[ExI] Is tobacco really harmful?
sockpuppet99 at hotmail.com
Fri Nov 27 12:16:47 UTC 2009
Well, it sure sounds like you've convinced yourself--all evidence be
damned-- that tobacco is safe. Not sure how it follows from that that
anyone besides you ought to smoke, since there are many better, less
socially offensive, less expensive and more enjoyable things for
people to do with their bodies, that don't shorten and may lengthen
the life span. How ironic that one should have to tell that to an
But if you are determined to smoke, I go back to my original email and
encourage you to serve as a one-man longitudinal study of American
Spirit brand cigarettes for us. I would think that if smoking is
beneficial, you ought to shoot for two packs a day for maximum
benefit. I'd love to know how that turns out for you.
Sent from my iPod
On Nov 26, 2009, at 10:17 PM, Robert Masters <rob4332000 at yahoo.com>
> Well, it's quite a story, but it has a happy ending.
> Around the time I started thinking seriously about that list of 599
> cigarette additives (many of them carcinogens), I finally asked the
> obvious question: Why the hell are they in there in the first place?
> And I have no idea what the answer is. It seems to me that a case
> could be made that someone (the tobacco companies? the FTC?) is
> responsible for a lot of misery and death. The phrase "full-scale
> Congressional investigation" comes to mind.
> But that's not what I'm interested in. The happy news is a story of
> heroic American capitalism: a few cigarette companies, led by
> American Spirit, have finally started selling additive-frees.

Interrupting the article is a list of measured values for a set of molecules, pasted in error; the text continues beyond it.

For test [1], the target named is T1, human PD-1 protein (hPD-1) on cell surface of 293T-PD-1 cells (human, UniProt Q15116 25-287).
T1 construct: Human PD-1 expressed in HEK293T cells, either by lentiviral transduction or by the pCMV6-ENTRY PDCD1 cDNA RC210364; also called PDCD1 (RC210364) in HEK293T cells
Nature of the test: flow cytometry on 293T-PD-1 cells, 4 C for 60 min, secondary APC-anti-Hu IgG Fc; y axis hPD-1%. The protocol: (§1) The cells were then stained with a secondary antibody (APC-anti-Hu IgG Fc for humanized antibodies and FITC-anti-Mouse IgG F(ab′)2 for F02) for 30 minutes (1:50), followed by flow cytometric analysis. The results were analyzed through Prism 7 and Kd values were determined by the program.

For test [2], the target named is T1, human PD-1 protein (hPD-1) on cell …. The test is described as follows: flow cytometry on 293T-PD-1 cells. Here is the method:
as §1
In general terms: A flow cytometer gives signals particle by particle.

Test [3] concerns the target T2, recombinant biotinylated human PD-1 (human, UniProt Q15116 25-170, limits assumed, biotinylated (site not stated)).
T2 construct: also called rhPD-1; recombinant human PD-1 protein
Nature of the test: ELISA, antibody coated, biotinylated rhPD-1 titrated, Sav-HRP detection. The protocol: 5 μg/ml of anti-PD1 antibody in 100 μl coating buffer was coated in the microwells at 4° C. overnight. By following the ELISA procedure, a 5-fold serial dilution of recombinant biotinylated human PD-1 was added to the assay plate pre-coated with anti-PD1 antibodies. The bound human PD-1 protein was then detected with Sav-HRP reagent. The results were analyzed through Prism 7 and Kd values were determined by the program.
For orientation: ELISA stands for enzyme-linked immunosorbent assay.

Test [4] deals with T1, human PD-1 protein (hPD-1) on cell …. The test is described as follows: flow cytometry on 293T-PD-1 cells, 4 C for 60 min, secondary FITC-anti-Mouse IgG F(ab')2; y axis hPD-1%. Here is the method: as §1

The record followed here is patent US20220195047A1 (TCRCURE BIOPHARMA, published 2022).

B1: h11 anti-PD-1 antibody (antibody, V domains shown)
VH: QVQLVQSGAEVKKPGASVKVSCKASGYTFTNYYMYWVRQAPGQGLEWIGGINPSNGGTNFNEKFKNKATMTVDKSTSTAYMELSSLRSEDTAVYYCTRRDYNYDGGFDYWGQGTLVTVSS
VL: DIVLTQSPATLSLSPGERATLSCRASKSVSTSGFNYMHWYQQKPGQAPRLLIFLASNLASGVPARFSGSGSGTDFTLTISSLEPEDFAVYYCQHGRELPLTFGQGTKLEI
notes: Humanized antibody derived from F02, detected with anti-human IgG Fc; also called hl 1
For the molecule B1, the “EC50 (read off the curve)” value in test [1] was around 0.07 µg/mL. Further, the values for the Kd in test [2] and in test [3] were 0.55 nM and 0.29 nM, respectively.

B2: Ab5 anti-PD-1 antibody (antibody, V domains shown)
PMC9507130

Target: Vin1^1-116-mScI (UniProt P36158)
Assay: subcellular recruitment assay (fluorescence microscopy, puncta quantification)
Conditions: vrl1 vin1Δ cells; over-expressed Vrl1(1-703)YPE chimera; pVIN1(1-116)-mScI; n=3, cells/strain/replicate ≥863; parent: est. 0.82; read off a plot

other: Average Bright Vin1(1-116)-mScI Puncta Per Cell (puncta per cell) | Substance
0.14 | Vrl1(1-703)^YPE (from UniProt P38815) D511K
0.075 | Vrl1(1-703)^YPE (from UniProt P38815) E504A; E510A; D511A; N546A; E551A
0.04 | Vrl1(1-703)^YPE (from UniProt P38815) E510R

> They're an option now, and I see no reason not to smoke them.
> At least that's my choice. It could be argued that there might be
> dangerous effects of tobacco even without the 599 mysterious toxins,
> and anyone who's worried about that is free to choose the other way.
> The reaction to additive-frees, American Spirit in particular, has
> been bizarre. The FTC has required the brand to put a statement on
> its pack that "no additives in our tobacco does NOT mean a safer
> cigarette." Removing a bunch of carcinogens doesn't mean a safer
> cigarette? You figure it out.
> The attitude of tobacco "scientists," if that's what they are, has
> been equally peculiar. They did some study showing American Spirits
> raised subjects' NICOTINE levels more than conventional brands, and
> trumpeted that with the headline "Additive-Free Cigarettes May Pack
> a More Toxic Punch"--but my understanding is that nicotine isn't the
> health problem with cigarettes at all. (One website, following that
> line, came up with the catchy phrase "crack nicotine.")
> I'll close with a testimonial by a satisfied American Spirit smoker:
> "The first thing I noticed when I lit one up was that it was less
> smokey and it burnt more slowly. I also noticed that there was not
> the same level of after-taste and 'smokers breath'. The taste itself
> was the real surprise, I now realise what its like to smoke a real
> cigarette. It reminded me of the pleasure of smoking, which I had
> long forgotten. After a few smokes I noticed that my head didn't
> seem blocked and and I felt less choked by it."
> Rob Masters
> extropy-chat mailing list
> extropy-chat at lists.extropy.org
More information about the extropy-chat